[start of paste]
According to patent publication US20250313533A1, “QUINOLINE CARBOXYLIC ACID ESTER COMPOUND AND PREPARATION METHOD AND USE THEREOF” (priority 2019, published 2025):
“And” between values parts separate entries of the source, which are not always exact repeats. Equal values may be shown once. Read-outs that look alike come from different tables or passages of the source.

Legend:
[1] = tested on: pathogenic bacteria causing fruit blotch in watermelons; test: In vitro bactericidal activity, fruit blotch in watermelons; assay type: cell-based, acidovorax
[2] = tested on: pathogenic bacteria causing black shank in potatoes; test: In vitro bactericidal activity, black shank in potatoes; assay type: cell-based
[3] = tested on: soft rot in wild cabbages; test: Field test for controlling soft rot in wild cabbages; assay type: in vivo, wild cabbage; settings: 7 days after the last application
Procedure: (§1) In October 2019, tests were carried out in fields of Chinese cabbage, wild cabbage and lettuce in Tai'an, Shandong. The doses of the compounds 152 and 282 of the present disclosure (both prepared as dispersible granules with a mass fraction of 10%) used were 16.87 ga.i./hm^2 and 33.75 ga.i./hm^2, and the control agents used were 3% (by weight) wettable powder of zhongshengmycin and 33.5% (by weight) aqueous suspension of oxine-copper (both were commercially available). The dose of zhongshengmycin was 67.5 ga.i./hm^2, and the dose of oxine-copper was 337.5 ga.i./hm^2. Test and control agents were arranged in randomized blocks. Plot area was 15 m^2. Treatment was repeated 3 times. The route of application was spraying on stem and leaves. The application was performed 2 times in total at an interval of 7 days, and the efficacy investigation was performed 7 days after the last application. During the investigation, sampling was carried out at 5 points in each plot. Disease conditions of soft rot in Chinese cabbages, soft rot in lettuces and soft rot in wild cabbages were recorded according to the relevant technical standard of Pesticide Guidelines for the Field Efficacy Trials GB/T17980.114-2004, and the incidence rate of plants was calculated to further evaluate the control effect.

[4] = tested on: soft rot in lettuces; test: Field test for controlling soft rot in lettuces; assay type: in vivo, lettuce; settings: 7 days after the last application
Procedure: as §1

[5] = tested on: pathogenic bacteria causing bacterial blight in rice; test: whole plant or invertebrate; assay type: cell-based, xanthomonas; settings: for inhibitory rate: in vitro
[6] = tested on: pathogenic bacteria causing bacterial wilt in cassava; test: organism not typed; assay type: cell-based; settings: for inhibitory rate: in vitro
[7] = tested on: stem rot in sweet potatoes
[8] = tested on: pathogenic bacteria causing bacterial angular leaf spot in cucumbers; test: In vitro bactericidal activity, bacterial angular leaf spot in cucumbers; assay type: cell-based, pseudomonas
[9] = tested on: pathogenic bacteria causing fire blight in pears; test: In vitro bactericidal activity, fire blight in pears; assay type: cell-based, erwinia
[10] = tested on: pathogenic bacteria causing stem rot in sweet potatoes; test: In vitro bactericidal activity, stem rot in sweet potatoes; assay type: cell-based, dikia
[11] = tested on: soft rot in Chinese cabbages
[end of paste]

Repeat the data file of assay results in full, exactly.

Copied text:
According to patent publication US20250313533A1, “QUINOLINE CARBOXYLIC ACID ESTER COMPOUND AND PREPARATION METHOD AND USE THEREOF” (priority 2019, published 2025):
“And” between values parts separate entries of the source, which are not always exact repeats. Equal values may be shown once. Read-outs that look alike come from different tables or passages of the source.

Legend:
[1] = tested on: pathogenic bacteria causing fruit blotch in watermelons; test: In vitro bactericidal activity, fruit blotch in watermelons; assay type: cell-based, acidovorax
[2] = tested on: pathogenic bacteria causing black shank in potatoes; test: In vitro bactericidal activity, black shank in potatoes; assay type: cell-based
[3] = tested on: soft rot in wild cabbages; test: Field test for controlling soft rot in wild cabbages; assay type: in vivo, wild cabbage; settings: 7 days after the last application
Procedure: (§1) In October 2019, tests were carried out in fields of Chinese cabbage, wild cabbage and lettuce in Tai'an, Shandong. The doses of the compounds 152 and 282 of the present disclosure (both prepared as dispersible granules with a mass fraction of 10%) used were 16.87 ga.i./hm^2 and 33.75 ga.i./hm^2, and the control agents used were 3% (by weight) wettable powder of zhongshengmycin and 33.5% (by weight) aqueous suspension of oxine-copper (both were commercially available). The dose of zhongshengmycin was 67.5 ga.i./hm^2, and the dose of oxine-copper was 337.5 ga.i./hm^2. Test and control agents were arranged in randomized blocks. Plot area was 15 m^2. Treatment was repeated 3 times. The route of application was spraying on stem and leaves. The application was performed 2 times in total at an interval of 7 days, and the efficacy investigation was performed 7 days after the last application. During the investigation, sampling was carried out at 5 points in each plot. Disease conditions of soft rot in Chinese cabbages, soft rot in lettuces and soft rot in wild cabbages were recorded according to the relevant technical standard of Pesticide Guidelines for the Field Efficacy Trials GB/T17980.114-2004, and the incidence rate of plants was calculated to further evaluate the control effect.

[4] = tested on: soft rot in lettuces; test: Field test for controlling soft rot in lettuces; assay type: in vivo, lettuce; settings: 7 days after the last application
Procedure: as §1

[5] = tested on: pathogenic bacteria causing bacterial blight in rice; test: whole plant or invertebrate; assay type: cell-based, xanthomonas; settings: for inhibitory rate: in vitro
[6] = tested on: pathogenic bacteria causing bacterial wilt in cassava; test: organism not typed; assay type: cell-based; settings: for inhibitory rate: in vitro
[7] = tested on: stem rot in sweet potatoes
[8] = tested on: pathogenic bacteria causing bacterial angular leaf spot in cucumbers; test: In vitro bactericidal activity, bacterial angular leaf spot in cucumbers; assay type: cell-based, pseudomonas
[9] = tested on: pathogenic bacteria causing fire blight in pears; test: In vitro bactericidal activity, fire blight in pears; assay type: cell-based, erwinia
[10] = tested on: pathogenic bacteria causing stem rot in sweet potatoes; test: In vitro bactericidal activity, stem rot in sweet potatoes; assay type: cell-based, dikia
[11] = tested on: soft rot in Chinese cabbages